1. When you are talking about something that you think is unlikely to happen, you use the past simple or past continuous in the conditional clause and ‘would’ in the main clause.

If I had enough money, I would buy the car.

If he was coming, he would ring.

Warning: You do not normally use ‘would’ in conditional clauses. You do not say ‘If I would do it, I would do it like this.’

  1. ‘Were’ is sometimes used instead of ‘was’ in the conditional clause, especially after ‘I’.

If I were as big as you, I would kill you.

If I weren’t so busy, I would do it for you.

You often say ‘If I were you’ when you are giving someone advice.

If I were you, I would take the money.

I should keep out of Brendan's way if I were you.

  1. When you are talking about something which could have happened in the past but which did not actually happen, you use the past perfect in the conditional clause. In the main clause, you use ‘would have’ and a past participle.

If he had realised that, he would have run away.

I wouldn’t have been so depressed if I had known how common this feeling is.

Warning: You do not use ‘would have’ in the conditional clause. You do not say ‘If I would have seen him, I would have told him.’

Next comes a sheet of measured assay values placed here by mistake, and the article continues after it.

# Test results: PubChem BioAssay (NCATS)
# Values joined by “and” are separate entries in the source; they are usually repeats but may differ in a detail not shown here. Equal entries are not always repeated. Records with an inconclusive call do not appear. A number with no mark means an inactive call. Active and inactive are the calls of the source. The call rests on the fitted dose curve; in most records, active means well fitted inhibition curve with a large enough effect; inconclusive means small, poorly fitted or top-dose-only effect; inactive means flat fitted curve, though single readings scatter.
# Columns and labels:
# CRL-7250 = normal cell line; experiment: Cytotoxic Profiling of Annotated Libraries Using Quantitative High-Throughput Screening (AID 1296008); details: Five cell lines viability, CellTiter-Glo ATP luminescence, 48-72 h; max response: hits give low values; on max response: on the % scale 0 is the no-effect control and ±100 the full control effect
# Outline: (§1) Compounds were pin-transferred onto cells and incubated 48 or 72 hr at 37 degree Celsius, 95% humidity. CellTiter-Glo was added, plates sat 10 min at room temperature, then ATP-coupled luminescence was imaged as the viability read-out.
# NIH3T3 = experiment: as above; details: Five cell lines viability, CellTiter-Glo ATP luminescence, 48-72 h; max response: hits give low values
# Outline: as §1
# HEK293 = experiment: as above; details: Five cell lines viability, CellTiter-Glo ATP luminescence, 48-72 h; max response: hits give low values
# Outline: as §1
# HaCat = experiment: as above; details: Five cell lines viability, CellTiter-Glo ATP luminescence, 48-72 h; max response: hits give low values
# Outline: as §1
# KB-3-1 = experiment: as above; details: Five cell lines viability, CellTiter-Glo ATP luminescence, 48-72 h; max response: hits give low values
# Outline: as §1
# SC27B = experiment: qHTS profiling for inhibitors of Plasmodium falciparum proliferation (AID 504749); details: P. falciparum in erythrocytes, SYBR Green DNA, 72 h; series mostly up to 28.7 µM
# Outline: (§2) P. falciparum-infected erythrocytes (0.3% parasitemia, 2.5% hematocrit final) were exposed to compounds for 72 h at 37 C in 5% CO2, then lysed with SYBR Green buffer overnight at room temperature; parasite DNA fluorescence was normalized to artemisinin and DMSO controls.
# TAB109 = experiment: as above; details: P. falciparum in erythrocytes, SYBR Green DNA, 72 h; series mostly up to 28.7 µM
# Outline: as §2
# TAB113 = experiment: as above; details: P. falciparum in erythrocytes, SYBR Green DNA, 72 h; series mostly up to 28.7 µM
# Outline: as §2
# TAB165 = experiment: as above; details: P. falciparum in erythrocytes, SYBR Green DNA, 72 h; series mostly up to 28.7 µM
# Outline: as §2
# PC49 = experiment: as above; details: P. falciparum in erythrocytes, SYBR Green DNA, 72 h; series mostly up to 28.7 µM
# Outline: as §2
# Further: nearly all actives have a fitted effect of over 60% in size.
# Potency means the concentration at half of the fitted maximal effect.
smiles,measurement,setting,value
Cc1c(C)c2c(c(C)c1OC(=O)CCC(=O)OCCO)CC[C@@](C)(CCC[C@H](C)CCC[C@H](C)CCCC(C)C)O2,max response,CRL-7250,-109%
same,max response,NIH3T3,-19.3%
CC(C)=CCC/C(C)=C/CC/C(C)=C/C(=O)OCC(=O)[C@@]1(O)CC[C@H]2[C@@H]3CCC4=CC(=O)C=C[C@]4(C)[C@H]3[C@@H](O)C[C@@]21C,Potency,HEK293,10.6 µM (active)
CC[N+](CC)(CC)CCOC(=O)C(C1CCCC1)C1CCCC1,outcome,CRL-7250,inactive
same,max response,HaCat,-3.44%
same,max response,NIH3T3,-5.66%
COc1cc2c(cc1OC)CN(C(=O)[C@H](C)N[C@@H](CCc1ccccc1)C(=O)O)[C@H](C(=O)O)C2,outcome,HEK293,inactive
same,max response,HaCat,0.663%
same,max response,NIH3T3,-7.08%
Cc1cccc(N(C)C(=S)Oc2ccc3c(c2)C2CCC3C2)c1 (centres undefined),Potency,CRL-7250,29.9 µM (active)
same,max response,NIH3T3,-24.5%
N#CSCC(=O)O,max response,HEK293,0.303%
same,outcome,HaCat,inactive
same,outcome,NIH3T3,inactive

1. Put the verb into the correct form


  1. You (to speak) better if you (to be) more attentive.

  2. If he (to understand) the situation, he (to act) differently.

  3. He (to catch) the train if he (to make haste).

  4. If I (to be) you, I (to consider) the matter settled.

  5. If only he (to be) here, he (can) tell you.

  6. If I (to be) in your place, I (to think) as you do.

  7. He not (to do) it if you not (to help) him.

  8. If he (to be) present, he (may) object.

  9. She (to come) to see you if she not (to be tired).

  10. If I (to get) the tickets before twelve o'clock, I (to come) straight home.


  1. I think that if we (to take shelter) under these trees, we not (to get wet).

  2. If I (to hesitate) much longer before getting into the water, he not (to let) me swim at all today.

  3. If she (to come) earlier, she (to have been able) to see him before he went out.

  4. He (to go) for a ride with you, if he (to repair) his bicycle.

  5. If a year ago the sailors (to be told) they were to undertake a trip of this sort, they (to be surprised).